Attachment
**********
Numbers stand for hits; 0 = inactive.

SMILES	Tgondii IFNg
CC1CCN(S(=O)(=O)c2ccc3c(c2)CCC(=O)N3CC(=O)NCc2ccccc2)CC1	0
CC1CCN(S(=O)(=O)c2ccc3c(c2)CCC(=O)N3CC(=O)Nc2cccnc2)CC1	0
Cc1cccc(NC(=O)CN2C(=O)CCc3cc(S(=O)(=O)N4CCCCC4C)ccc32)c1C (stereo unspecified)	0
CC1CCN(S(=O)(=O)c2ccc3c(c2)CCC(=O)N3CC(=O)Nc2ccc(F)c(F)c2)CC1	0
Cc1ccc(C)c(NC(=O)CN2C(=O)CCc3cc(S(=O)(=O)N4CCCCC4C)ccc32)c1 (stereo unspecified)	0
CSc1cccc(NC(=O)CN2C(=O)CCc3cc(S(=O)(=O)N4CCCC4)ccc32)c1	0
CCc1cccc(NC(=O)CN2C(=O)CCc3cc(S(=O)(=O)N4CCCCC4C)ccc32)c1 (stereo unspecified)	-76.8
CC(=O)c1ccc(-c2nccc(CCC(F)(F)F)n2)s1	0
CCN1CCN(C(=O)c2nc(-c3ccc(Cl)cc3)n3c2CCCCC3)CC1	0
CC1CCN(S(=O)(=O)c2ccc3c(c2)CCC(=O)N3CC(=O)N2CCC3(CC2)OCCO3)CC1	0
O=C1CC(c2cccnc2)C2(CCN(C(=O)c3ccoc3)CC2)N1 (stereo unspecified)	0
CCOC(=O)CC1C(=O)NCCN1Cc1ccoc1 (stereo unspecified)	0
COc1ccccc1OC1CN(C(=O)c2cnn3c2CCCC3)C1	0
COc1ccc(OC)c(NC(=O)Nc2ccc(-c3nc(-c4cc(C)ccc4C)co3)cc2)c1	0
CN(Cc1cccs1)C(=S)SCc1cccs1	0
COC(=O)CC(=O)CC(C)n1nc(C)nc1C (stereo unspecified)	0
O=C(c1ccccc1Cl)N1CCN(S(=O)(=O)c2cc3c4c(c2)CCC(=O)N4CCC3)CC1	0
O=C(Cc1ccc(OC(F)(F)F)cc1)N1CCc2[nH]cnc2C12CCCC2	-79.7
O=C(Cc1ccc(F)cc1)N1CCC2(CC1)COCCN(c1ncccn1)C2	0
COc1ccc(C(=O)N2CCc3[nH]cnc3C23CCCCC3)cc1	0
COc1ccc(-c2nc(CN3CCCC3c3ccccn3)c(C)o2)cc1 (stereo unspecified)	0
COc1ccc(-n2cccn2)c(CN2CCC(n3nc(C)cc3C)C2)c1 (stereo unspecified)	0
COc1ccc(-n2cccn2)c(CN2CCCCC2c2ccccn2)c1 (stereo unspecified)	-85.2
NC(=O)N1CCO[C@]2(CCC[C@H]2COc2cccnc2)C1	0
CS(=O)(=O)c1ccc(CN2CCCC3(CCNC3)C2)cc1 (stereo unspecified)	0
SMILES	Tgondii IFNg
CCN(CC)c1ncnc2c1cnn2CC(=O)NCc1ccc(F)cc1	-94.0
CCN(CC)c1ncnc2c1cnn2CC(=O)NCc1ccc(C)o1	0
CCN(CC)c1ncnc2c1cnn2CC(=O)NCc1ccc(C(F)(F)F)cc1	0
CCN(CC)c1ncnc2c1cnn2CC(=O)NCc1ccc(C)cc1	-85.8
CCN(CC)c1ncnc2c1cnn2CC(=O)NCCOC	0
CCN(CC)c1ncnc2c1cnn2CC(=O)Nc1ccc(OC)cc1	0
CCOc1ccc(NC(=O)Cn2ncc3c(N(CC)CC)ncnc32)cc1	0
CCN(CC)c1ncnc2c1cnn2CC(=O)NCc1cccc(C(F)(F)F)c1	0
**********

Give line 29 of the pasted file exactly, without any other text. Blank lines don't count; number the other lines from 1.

CCN(CC)c1ncnc2c1cnn2CC(=O)NCc1ccc(F)cc1	-94.0